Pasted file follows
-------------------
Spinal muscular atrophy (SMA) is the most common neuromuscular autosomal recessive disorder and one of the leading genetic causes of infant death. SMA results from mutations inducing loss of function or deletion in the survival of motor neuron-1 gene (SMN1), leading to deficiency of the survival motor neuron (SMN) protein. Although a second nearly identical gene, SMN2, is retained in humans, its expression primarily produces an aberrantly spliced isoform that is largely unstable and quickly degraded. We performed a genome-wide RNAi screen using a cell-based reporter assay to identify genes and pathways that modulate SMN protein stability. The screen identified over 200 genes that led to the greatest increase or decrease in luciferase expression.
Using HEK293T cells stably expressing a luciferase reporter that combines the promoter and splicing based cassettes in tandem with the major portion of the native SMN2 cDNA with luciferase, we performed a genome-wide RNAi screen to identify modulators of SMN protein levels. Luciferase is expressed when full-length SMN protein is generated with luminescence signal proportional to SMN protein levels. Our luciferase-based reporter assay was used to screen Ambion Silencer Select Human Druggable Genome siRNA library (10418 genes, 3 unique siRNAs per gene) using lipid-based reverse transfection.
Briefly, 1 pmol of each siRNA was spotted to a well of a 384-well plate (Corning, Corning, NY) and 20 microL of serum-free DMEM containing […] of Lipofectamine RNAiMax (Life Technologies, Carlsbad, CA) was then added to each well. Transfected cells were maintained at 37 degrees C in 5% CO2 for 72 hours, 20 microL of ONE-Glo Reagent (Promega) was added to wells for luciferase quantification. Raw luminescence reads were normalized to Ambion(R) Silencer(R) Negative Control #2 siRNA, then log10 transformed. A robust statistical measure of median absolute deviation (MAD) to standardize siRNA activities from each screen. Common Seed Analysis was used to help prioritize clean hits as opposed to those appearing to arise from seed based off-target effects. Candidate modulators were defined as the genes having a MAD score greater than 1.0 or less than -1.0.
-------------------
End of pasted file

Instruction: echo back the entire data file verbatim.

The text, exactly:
Spinal muscular atrophy (SMA) is the most common neuromuscular autosomal recessive disorder and one of the leading genetic causes of infant death. SMA results from mutations inducing loss of function or deletion in the survival of motor neuron-1 gene (SMN1), leading to deficiency of the survival motor neuron (SMN) protein. Although a second nearly identical gene, SMN2, is retained in humans, its expression primarily produces an aberrantly spliced isoform that is largely unstable and quickly degraded. We performed a genome-wide RNAi screen using a cell-based reporter assay to identify genes and pathways that modulate SMN protein stability. The screen identified over 200 genes that led to the greatest increase or decrease in luciferase expression.
Using HEK293T cells stably expressing a luciferase reporter that combines the promoter and splicing based cassettes in tandem with the major portion of the native SMN2 cDNA with luciferase, we performed a genome-wide RNAi screen to identify modulators of SMN protein levels. Luciferase is expressed when full-length SMN protein is generated with luminescence signal proportional to SMN protein levels. Our luciferase-based reporter assay was used to screen Ambion Silencer Select Human Druggable Genome siRNA library (10418 genes, 3 unique siRNAs per gene) using lipid-based reverse transfection.
Briefly, 1 pmol of each siRNA was spotted to a well of a 384-well plate (Corning, Corning, NY) and 20 microL of serum-free DMEM containing […] of Lipofectamine RNAiMax (Life Technologies, Carlsbad, CA) was then added to each well. Transfected cells were maintained at 37 degrees C in 5% CO2 for 72 hours, 20 microL of ONE-Glo Reagent (Promega) was added to wells for luciferase quantification. Raw luminescence reads were normalized to Ambion(R) Silencer(R) Negative Control #2 siRNA, then log10 transformed. A robust statistical measure of median absolute deviation (MAD) to standardize siRNA activities from each screen. Common Seed Analysis was used to help prioritize clean hits as opposed to those appearing to arise from seed based off-target effects. Candidate modulators were defined as the genes having a MAD score greater than 1.0 or less than -1.0.